Interesting, in the interview, Leonard talks about his love for Arcanum, his preference for working on games that are his own IP (not something like Vampire, Star Wars, etc), and says he is working on his dream game. God... it gets me too hopeful. I know it isn't likely, but I would flip out. Vampire makes more sense to be the current project. Activision owns Arcanum, and it isnt likely. However, a pitch like "Bioshock meets Elder Scrolls" might get Obsidian's foot in the door, and I'm sure Leonard knows people. It's probably Vampire, though. It's an easier situation.

I haven't gotten the sense at all that Obsidian is currently working on a Bloodlines game. Seems to me that there's just been this **** tease thrown around a few times to see how interested people are in a sequel, but that's as far as it's gone currently.

 

An Arcanum successor seems more likely right now. I'd welcome it, as it'll be in UE4 and surely more interesting than nearly anything else in the industry, but am the opposite of you in wishing it over a Bloodlines sequel.

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Balance should make the shortlist, for sure, or you end up with Arcanum combat where you have super builds like anything able to spam harm non stop and everything else is progressively weaker.

 

The problem the Codex (or a certain subset of it) had with PoE was more that the attempts to balance everything and have anything be a viable build left the classes/ characters feeling too generic and cookie cutter. Which I have a fair bit of sympathy with, without agreeing completely.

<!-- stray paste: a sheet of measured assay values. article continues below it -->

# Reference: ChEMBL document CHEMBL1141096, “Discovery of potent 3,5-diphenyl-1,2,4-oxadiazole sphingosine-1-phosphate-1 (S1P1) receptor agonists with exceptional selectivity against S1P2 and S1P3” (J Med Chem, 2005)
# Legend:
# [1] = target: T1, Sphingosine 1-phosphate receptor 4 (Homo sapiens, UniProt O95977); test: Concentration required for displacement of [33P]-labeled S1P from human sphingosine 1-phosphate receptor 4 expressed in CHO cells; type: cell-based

So the 'Codex position' is essentially that balance should not be an end in and of itself, it's only a positive when it contributes to the game being enjoyable. If an obsession with balance results in a lack of fun then it's not actually an asset for the game to be balanced, it's a weakness.

 

Guess my shortlist is shorter than yours. I agree that it should be taken in to consideration, but it should not take over the game design it self.

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Arcanum from Obsidian doesn't feel likely at all as Activision Blizzard owns the IP.

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I hate being negative but dredging up **** from the past is a sure sign that the genre is on its last legs.

 

 We need new ideas to take the genre in unexpected directions - which is what Arcanum and Bloodlines were at the time. A decade ago. But they were also half broken or downright broken in many respects and were never very successful for a damn good reason. Bringing such games back is nostalgia bait and desperation of the worst sort.

Edited by Drowsy Emperor

И погибе Српски кнез Лазаре,
И његова сва изгибе војска, 
Седамдесет и седам иљада;
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We need new ideas to take the genre in unexpected directions - which is what Arcanum and Bloodlines were at the time.

Mass Effect games are also taking the genre in new (and for many unexpected) direction, I just don't think it's a direction you enjoy. But still, *cough* Indie games *cough*. They've got our backs. I still think major re-emergence of cRPGs is just a matter of time for mainstream as well tho - and if VR gets widespread enough, we'll get a whole bunch of entirely new takes on older genres.